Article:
I deal with a lot of pet owners, and I'll tell you this much: some of those pets would be better off with a cash-strapped owner who truly cares for them, than they are in the well-off home they are ignored in--not to mention pets in shelters!
I was once homeless, no money. All I had was my dog. Many people would probably say I shouldn't have a dog I couldn't afford. But I took care of that dog, she ate before I did, went everywhere I went, played Frisbee every day, and we kept each other warm at night. She was my best friend, sometimes my only friend. I made a lot of mistakes with her as she was my first dog, but she was resilient and forgiving and loyal.
Eventually I got back on my feet, got a job, bought a house, and that dog lived out her golden years in the lap of luxury. She lived to be 16 years old.
Money isn't what makes a good pet owner. As long as the owner cares for the pet, takes responsibility, and gets its needs met, many dogs will be a heck of a lot happier living with a poor person that spends time with them, than they are languishing in a shelter, or thrown in the backyard of a nice big house and ignored.
Veterinary care is expensive, but there are low-cost vaccine clinics, spay and neuter. There is Care Credit for emergencies. In this country, pets do have a safety net. I'm not saying that poor people who can barely feed themselves should be getting a bunch of animals, but most of the homeless around here have dogs, and they all look pretty healthy, good weight, etc. Possibly in need of grooming, but when you have a hammer all you see are nails.
The problem is weeding out the bad owners whether rich or poor. There are just as many bad rich owners as there are bad poor owners, so adoptions should be granted on something other than income, IMO.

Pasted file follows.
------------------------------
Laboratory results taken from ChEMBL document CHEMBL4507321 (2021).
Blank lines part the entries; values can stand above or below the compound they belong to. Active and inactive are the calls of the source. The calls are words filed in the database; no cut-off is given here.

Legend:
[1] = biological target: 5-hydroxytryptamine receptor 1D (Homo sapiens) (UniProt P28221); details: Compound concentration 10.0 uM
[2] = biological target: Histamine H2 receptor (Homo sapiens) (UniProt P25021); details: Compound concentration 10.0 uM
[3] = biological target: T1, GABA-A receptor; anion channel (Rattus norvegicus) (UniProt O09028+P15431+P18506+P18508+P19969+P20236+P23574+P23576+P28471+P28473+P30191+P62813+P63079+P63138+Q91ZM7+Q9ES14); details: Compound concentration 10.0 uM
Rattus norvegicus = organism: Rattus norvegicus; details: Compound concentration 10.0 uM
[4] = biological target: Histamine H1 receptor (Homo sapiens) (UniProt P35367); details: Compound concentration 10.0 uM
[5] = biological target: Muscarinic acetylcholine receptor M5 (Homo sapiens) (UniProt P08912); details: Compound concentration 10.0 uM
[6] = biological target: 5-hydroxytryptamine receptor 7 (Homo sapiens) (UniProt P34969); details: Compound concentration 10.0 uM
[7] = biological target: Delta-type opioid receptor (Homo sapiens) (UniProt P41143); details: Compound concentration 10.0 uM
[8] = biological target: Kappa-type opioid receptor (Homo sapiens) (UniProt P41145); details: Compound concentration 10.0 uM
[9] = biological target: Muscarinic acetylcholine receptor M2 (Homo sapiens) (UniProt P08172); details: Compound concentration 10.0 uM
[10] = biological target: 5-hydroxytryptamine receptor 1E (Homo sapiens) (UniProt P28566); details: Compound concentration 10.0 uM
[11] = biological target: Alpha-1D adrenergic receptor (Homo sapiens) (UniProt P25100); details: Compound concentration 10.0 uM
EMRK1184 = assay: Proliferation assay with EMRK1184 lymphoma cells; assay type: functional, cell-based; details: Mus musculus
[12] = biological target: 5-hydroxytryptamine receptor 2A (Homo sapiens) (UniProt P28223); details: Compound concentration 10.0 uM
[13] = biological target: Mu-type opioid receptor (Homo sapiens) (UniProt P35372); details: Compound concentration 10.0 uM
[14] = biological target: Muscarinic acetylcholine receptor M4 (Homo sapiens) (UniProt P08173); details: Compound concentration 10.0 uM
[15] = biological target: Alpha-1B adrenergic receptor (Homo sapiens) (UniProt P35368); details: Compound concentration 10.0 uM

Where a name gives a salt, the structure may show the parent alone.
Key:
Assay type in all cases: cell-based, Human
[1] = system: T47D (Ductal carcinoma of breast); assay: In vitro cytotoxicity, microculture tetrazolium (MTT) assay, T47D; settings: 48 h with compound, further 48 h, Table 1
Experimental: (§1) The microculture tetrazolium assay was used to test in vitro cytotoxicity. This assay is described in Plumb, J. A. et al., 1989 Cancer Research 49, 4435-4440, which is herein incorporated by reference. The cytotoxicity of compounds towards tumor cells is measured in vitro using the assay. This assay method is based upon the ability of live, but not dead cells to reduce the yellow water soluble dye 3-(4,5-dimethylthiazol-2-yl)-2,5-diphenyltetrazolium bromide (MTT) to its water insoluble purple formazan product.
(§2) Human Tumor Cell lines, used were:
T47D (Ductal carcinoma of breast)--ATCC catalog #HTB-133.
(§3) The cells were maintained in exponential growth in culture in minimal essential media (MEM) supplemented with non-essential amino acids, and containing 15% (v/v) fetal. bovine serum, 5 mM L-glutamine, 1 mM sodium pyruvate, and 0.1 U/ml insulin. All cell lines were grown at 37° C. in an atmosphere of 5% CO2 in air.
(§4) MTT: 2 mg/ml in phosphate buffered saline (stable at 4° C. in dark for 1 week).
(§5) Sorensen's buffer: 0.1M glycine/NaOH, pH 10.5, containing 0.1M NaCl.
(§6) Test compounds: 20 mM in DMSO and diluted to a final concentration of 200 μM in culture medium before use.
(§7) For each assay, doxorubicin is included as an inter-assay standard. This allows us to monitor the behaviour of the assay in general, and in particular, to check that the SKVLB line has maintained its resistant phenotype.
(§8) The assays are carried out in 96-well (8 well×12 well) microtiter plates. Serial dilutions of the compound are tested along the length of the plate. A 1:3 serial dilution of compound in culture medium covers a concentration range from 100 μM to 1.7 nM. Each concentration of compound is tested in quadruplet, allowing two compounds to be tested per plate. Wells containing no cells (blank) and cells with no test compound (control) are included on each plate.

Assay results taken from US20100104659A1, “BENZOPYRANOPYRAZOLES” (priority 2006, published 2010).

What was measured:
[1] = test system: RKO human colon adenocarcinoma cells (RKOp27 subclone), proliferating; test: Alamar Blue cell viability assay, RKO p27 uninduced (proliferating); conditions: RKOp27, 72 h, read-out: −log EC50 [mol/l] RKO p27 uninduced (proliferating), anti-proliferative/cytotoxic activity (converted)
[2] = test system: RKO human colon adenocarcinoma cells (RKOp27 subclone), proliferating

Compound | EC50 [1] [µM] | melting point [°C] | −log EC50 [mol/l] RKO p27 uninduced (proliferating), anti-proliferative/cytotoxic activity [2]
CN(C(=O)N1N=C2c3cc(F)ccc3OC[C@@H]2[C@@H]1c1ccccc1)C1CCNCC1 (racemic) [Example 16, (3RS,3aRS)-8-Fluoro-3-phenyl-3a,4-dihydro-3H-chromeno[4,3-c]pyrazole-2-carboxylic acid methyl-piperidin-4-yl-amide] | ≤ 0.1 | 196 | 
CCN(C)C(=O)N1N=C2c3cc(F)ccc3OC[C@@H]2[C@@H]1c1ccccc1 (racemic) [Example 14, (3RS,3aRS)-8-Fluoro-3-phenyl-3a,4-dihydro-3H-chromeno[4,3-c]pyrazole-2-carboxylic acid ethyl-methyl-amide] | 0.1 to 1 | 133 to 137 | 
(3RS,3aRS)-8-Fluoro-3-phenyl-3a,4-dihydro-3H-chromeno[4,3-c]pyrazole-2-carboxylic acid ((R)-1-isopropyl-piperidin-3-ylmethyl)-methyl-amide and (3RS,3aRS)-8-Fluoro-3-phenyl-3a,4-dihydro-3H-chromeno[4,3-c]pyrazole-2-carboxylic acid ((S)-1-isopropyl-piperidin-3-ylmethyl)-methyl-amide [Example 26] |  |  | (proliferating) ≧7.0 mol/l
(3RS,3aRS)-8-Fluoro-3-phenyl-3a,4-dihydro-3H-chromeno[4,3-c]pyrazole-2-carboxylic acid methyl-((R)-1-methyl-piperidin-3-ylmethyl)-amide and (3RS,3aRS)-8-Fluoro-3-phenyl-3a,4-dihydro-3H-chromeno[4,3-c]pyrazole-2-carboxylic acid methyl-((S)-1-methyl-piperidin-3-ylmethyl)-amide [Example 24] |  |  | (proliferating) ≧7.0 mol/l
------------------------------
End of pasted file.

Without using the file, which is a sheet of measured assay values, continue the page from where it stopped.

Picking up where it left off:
Freestep your post really stood out to me, because you have actually been there. Thanks for sharing about your previous situation. You sound the like the prime person i was thinking of in my head when i thought i would let a dog go to a homeless person or poor person.
I agree with it, there ARE plenty of good and bad owners, rich or poor. In fact our most recent abuse case happened with a homeless man- and we are still in court with it..
I know for our shelter, we don't do vet checks, we don't call landlords, we just look at what they put on their application and ask a few essential questions- that usually go in one ear and out the other i find.. And we are reading what they wanted us to see.
Magwart, when i first posted the question i guess i was thinking about adopters that come through my shelter, and i live in VT, USA. But it defiantly changes a lot when it becomes a world wide debate. And down south in US, is in itself, a whole different story than where i live.
Thanks for your replies everyone, of course it just opens up more debate for me, which is good! And i agree with what Shade, said there is no perfect answer.